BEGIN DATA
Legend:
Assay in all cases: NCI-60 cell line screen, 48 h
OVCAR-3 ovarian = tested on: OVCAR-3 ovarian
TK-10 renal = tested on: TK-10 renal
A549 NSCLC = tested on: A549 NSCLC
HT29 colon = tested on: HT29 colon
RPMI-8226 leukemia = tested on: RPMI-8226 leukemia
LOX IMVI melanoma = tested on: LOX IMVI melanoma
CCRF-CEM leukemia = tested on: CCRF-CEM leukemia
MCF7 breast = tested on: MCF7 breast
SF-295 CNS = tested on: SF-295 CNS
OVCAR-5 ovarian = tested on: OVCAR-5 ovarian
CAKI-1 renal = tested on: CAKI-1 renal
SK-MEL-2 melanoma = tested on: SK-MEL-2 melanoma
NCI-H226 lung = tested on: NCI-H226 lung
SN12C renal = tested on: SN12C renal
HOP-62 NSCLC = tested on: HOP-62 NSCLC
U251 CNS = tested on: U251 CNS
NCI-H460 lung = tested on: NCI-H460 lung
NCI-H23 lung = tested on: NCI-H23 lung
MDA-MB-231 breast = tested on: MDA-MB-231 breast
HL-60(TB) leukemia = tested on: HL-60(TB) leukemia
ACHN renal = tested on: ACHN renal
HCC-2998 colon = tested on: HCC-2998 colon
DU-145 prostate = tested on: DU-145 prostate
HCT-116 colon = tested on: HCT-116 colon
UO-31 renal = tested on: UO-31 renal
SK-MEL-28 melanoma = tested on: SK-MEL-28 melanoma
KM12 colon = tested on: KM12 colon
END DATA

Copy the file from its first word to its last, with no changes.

Legend:
Assay in all cases: NCI-60 cell line screen, 48 h
OVCAR-3 ovarian = tested on: OVCAR-3 ovarian
TK-10 renal = tested on: TK-10 renal
A549 NSCLC = tested on: A549 NSCLC
HT29 colon = tested on: HT29 colon
RPMI-8226 leukemia = tested on: RPMI-8226 leukemia
LOX IMVI melanoma = tested on: LOX IMVI melanoma
CCRF-CEM leukemia = tested on: CCRF-CEM leukemia
MCF7 breast = tested on: MCF7 breast
SF-295 CNS = tested on: SF-295 CNS
OVCAR-5 ovarian = tested on: OVCAR-5 ovarian
CAKI-1 renal = tested on: CAKI-1 renal
SK-MEL-2 melanoma = tested on: SK-MEL-2 melanoma
NCI-H226 lung = tested on: NCI-H226 lung
SN12C renal = tested on: SN12C renal
HOP-62 NSCLC = tested on: HOP-62 NSCLC
U251 CNS = tested on: U251 CNS
NCI-H460 lung = tested on: NCI-H460 lung
NCI-H23 lung = tested on: NCI-H23 lung
MDA-MB-231 breast = tested on: MDA-MB-231 breast
HL-60(TB) leukemia = tested on: HL-60(TB) leukemia
ACHN renal = tested on: ACHN renal
HCC-2998 colon = tested on: HCC-2998 colon
DU-145 prostate = tested on: DU-145 prostate
HCT-116 colon = tested on: HCT-116 colon
UO-31 renal = tested on: UO-31 renal
SK-MEL-28 melanoma = tested on: SK-MEL-28 melanoma
KM12 colon = tested on: KM12 colon